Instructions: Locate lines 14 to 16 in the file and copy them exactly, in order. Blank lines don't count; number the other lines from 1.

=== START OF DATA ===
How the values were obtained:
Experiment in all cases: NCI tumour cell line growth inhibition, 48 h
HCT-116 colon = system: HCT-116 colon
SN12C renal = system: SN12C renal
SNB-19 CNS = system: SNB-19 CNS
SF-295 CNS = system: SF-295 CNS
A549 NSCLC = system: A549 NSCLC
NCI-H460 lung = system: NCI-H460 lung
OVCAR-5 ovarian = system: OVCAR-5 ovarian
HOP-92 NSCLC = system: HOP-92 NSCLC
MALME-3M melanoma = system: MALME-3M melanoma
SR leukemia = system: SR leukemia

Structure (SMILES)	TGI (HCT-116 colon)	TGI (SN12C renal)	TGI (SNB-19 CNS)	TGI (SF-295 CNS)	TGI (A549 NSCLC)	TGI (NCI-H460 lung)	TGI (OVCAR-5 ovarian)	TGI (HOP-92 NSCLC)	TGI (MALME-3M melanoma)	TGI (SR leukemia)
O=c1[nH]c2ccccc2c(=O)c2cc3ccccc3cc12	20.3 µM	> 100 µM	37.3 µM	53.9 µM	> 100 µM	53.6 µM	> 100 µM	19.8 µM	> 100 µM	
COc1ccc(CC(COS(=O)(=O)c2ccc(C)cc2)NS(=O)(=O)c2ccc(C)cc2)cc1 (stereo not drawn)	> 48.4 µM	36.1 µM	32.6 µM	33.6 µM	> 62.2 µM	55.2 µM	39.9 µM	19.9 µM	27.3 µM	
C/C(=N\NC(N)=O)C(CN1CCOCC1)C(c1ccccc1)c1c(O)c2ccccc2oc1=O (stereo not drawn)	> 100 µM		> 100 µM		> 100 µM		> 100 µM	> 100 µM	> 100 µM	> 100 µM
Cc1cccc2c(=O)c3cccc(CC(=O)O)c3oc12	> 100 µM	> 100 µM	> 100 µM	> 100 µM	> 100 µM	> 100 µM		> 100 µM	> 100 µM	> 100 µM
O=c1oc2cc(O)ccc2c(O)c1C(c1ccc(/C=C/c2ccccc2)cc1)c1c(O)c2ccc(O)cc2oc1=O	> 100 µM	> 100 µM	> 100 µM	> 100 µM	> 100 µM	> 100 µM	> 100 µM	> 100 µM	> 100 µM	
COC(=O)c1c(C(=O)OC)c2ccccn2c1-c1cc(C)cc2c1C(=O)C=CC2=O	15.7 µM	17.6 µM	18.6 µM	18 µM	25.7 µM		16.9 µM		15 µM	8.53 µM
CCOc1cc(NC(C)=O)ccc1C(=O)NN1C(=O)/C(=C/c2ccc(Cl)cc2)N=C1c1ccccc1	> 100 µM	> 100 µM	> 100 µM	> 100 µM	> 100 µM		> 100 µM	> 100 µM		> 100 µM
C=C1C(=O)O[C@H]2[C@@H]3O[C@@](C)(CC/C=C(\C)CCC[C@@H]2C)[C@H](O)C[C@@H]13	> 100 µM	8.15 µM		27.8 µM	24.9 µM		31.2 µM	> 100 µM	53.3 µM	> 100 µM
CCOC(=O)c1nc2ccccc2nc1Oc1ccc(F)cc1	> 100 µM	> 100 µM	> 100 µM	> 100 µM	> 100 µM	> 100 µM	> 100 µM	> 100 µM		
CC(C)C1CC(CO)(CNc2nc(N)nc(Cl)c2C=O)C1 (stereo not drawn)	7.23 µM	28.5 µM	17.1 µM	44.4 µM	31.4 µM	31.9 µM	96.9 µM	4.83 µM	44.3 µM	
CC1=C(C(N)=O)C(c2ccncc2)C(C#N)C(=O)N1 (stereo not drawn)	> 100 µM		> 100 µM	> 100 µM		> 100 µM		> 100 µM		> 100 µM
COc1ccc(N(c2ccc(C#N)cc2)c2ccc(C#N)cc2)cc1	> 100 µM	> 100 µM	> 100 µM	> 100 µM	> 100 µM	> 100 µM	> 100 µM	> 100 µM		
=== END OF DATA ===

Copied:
O=c1[nH]c2ccccc2c(=O)c2cc3ccccc3cc12	20.3 µM	> 100 µM	37.3 µM	53.9 µM	> 100 µM	53.6 µM	> 100 µM	19.8 µM	> 100 µM	
COc1ccc(CC(COS(=O)(=O)c2ccc(C)cc2)NS(=O)(=O)c2ccc(C)cc2)cc1 (stereo not drawn)	> 48.4 µM	36.1 µM	32.6 µM	33.6 µM	> 62.2 µM	55.2 µM	39.9 µM	19.9 µM	27.3 µM	
C/C(=N\NC(N)=O)C(CN1CCOCC1)C(c1ccccc1)c1c(O)c2ccccc2oc1=O (stereo not drawn)	> 100 µM		> 100 µM		> 100 µM		> 100 µM	> 100 µM	> 100 µM	> 100 µM